Amid an increasing tide of gun violence throughout St. Louis, the president of the Board of Aldermen is trying to organize a gun buyback program.
St. Louis Board of Aldermen Lewis Reed told St. Louis Public Radio earlier this week that he’s setting up a gun buyback program through a crowd-funded site known as Gun by Gun. While the site isn’t operational yet, the idea is to get St. Louis residents to trade in their guns for money received from crowd-funding.
“The reason we’re doing a gun buyback program is because we need to get guns off the street and reduce the number of gun violence cases across the city,” Reed said in an interview. “Across the last five years, there have been over 13,000 incidents of crimes related to guns. Either somebody is being robbed or somebody being shot by a gun or a gun being involved in it. So we know that when you take guns off the street, it has a direct impact.”
Reed said the St. Louis Police Department has agreed to ultimately destroy the weapons that are turned in through the buyback program.
Getting the buyback program off the ground hasn’t come without some statutory challenges. Back in 2013, the Missouri General Assembly passed a law barring gun buyback programs unless:
- A governmental entity “has adopted a resolution, ordinance, or rule authorizing the participation of the county, municipality, or governmental body, or participation by an agent of the county, municipality, or governmental body, in such a program.”
- The law also stipulates that “any firearm remaining in the possession of the county, municipality, or governmental body after the firearm has been offered for sale or trade to at least two licensed firearms dealers may be destroyed.”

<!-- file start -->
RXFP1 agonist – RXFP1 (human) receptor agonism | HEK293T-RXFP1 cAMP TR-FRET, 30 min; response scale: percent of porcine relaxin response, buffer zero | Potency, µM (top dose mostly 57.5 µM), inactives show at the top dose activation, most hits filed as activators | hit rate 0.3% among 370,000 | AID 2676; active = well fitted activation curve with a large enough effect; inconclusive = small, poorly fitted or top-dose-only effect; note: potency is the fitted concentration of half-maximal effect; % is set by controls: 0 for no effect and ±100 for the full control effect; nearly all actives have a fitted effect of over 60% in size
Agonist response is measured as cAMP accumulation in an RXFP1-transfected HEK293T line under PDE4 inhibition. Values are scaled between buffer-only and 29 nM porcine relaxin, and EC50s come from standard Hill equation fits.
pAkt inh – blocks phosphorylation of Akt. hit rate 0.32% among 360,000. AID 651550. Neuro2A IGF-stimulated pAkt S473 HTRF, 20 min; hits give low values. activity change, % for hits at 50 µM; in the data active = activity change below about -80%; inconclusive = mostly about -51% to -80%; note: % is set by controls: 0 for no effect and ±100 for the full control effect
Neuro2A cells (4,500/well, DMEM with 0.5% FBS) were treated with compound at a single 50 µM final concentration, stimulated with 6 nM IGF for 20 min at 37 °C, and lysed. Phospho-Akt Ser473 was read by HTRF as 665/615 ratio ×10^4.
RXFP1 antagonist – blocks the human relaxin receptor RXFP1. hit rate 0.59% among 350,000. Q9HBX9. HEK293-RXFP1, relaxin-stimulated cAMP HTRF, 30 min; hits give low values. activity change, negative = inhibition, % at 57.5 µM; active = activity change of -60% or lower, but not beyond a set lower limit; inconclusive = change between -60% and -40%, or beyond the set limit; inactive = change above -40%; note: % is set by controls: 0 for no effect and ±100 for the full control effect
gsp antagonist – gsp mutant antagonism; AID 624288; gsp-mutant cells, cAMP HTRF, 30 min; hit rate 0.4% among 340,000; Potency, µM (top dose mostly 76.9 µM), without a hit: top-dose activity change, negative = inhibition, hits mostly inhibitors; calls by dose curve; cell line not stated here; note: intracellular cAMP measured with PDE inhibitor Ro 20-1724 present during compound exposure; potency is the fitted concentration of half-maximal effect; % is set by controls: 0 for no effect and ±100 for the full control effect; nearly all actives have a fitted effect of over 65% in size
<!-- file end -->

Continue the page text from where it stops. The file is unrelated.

The St. Louis Board of Aldermen already passed a resolution authorizing the gun buyback program. And as for the licensed firearms dealers requirement, Michael Powers, who serves as Reed’s legislative director, said in an e-mail that “we will conform with the law, have discussed our options with the AG (attorney general) and have a good, legal path forward.”
Reed said one of the unique differences between this gun buyback program and what has been done in the past “is it allows the average person to take part in reducing the number of gun violence cases that are happening across the city or the communities in which they live.
"Because the average person can go out and donate anything from $10 or $20 or whatever – and [all] of those funds are going directly to removing a weapon off the street,” Reed said. “And we know that the guns that are being used to commit crimes are largely illegal weapons. And those weapons started out being a legal weapon that was stolen from somebody.”
The Democratic official said this initiative is a better alternative than taking a weapon to a pawn shop or a gun dealer.
“The benefit of doing it this way for the community we’re taking guns off the street. That’s the direct benefit,” Reed said. “The benefit for the person that is turning it in is they know that gun will be destroyed, right? It’s not going to cycle back out to the community. And the other thing is this is a no questions asked. So they turn the gun in and it’s not like the police department going to ask for all their records and everything for that gun.”
Reed said the crowd funding website should be up and running by next week.